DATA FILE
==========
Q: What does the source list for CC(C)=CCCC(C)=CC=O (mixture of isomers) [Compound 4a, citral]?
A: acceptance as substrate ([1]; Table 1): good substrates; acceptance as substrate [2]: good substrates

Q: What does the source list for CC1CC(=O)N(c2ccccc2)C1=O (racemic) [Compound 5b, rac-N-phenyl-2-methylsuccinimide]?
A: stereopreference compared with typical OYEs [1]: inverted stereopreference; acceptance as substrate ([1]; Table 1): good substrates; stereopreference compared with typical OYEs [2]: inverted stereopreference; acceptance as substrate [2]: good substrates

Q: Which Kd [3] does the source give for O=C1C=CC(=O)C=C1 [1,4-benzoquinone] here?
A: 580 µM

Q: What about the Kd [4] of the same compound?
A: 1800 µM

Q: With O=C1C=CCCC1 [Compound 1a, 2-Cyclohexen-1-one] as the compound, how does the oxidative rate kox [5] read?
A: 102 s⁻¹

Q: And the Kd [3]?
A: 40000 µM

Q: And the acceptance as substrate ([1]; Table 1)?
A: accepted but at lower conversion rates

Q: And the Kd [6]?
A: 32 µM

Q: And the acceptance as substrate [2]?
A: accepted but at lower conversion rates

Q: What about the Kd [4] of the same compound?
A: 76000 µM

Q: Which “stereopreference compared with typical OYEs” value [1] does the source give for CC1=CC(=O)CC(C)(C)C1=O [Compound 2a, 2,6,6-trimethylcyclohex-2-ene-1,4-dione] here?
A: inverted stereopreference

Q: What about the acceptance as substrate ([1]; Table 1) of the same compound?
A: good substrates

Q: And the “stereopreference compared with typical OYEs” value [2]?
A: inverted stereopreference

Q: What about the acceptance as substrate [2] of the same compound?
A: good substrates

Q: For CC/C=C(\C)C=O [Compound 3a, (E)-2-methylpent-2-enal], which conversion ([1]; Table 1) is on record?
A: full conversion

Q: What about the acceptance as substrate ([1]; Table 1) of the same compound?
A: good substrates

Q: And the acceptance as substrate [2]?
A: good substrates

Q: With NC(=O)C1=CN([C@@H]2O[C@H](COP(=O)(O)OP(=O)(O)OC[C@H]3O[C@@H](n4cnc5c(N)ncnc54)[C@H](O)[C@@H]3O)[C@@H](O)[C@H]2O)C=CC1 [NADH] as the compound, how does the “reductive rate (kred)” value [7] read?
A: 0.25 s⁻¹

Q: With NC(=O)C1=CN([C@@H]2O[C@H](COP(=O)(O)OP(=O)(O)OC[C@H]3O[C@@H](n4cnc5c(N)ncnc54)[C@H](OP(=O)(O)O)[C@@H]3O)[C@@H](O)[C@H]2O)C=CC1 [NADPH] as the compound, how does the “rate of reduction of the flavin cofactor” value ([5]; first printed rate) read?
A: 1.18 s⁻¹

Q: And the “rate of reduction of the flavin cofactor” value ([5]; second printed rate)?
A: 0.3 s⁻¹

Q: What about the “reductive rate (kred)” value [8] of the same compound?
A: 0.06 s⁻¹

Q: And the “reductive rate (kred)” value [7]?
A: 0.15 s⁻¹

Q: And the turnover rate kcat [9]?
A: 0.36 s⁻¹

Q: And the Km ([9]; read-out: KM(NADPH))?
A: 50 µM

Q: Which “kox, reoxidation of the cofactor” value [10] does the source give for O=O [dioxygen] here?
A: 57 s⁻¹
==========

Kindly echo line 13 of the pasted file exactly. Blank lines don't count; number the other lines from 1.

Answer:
Q: And the acceptance as substrate ([1]; Table 1)?